Booming Transatlantic IP Traffic

Posted by: Michael Mandel on February 15

This is really a sidebar to the knowledge economy story. Level 3 Communications just reported that “IP traffic carried across Level 3’s transatlantic network has doubled in the last twelve months.” Level 3 operates one of the biggest Internet backbones in the world, so this is major stuff.

Another data point: Telegeography, a research company, estimates that “average trans-Atlantic internet traffic grew 42% between 2004 and 2005.”

It’s all about the information flows.

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Reader Comments

Kevin

February 15, 2006 01:18 PM

Yes but I see you're trying to conceal the FACT that the U.S. DOWNLOADs far more Internet traffic than it UPLOADs. This growing packet-deficit must be financed by borrowing data from foreigners -- or outright selling of our own binary digits. We're mortgaging our childrens' bit-inheritance, which will leave them data-poor.

And its all George Bush's fault.

/s/
Al Gore

iasius

February 15, 2006 02:58 PM

I suspect that the USA actually has a bit surplus. After all, according to estimates saying that a large fraction of internet traffic is copyright infringement. Europeans downloading US (Canadian) movies and TV shows, etc.

Brian Cordell

February 16, 2006 12:08 PM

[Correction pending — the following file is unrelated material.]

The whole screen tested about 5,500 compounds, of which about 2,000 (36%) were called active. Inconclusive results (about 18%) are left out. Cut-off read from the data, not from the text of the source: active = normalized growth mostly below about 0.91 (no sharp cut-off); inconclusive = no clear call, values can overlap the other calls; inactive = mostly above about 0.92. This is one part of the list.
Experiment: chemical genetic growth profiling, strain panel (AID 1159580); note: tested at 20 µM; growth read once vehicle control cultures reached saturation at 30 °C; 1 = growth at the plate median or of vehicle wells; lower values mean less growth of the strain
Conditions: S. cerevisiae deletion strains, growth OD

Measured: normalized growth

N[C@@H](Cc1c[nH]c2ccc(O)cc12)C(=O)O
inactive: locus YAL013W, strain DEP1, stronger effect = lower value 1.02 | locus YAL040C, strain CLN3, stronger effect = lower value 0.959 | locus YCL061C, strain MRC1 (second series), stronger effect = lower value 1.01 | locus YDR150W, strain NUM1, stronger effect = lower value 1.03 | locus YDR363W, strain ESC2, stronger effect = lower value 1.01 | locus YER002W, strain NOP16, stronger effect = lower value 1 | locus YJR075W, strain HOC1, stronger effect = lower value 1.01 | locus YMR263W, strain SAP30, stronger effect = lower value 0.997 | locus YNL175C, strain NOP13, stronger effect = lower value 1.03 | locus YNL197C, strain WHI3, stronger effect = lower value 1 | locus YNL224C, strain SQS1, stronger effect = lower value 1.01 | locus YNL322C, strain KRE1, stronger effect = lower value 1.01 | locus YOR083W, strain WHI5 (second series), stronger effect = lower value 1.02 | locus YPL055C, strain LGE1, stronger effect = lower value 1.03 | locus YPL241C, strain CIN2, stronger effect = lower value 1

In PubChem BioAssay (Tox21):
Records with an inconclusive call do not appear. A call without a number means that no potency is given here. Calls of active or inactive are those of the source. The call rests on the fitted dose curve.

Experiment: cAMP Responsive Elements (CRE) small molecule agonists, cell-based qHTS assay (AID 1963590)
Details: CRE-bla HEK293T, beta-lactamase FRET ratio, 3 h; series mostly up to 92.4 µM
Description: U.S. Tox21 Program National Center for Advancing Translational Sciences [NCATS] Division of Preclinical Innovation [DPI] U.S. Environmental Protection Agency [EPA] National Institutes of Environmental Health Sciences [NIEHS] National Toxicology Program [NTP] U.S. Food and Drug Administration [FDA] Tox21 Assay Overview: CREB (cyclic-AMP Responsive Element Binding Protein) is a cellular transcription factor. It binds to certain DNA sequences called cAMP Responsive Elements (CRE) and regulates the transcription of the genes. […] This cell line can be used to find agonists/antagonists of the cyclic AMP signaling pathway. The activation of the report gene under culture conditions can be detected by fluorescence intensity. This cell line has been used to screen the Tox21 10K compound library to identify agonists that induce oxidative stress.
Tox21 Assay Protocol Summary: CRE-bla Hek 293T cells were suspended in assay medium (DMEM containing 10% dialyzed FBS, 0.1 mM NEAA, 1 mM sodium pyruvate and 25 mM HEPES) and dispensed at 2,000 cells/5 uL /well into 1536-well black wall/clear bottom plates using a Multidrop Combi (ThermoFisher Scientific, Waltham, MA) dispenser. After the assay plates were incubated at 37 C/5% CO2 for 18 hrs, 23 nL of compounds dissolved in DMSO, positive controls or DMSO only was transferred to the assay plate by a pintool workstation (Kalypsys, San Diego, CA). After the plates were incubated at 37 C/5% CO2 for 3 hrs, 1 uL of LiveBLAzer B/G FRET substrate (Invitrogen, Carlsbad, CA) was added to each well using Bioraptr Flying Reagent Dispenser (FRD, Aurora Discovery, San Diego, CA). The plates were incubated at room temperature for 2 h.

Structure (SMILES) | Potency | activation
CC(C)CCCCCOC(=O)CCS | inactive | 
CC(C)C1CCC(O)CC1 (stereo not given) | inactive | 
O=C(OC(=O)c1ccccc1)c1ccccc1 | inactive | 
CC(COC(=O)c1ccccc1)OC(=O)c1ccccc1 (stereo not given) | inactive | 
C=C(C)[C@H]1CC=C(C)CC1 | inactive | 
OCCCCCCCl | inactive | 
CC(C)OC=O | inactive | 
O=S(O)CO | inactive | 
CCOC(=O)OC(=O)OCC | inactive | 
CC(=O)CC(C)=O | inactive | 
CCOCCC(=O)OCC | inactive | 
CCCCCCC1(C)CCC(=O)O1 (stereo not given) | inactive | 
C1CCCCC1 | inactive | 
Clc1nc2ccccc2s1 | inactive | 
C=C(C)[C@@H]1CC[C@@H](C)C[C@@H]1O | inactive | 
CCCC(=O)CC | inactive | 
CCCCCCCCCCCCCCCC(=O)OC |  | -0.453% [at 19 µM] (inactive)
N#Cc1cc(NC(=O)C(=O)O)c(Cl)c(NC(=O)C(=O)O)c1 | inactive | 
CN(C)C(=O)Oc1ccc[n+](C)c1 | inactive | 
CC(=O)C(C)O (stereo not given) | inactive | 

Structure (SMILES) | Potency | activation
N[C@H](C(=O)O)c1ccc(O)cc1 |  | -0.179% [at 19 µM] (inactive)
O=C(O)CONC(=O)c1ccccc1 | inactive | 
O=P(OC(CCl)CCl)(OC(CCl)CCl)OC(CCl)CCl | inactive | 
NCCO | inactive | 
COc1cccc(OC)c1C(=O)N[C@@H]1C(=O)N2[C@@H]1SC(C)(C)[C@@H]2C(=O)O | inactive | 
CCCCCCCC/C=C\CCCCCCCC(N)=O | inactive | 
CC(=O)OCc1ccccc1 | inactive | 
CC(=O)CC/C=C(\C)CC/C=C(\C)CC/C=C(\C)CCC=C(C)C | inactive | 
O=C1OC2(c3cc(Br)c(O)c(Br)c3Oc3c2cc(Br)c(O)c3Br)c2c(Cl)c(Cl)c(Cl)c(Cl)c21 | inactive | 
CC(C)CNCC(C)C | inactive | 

One word. Skype.

Will

February 17, 2006 02:41 AM

Yep - Skype. I strongly suspect that this doesn't have anything to do with the "knowledge economy", but, instead the moving of our same old voice conversations onto IP. It would be interesting to see the stats.

John

February 17, 2006 12:58 PM

I agree with the Skype company. We have international operations and started using Skype about two months ago. Our international phone bill has all but gone away. I would have to imagine that Skype uses a fair amount of bandwidth.

It would be interesting to see if there are any hard numbers on what the content is. I'll be it's VoIP.

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Michael Mandel, BW's award-winning chief economist, provides his unique perspective on the hot economic issues of the day. From globalization to the future of work to the ups and downs of the financial markets, Mandel-named 2006 economic journalist of the year by the World Leadership Forum-offers cutting edge analysis and commentary.

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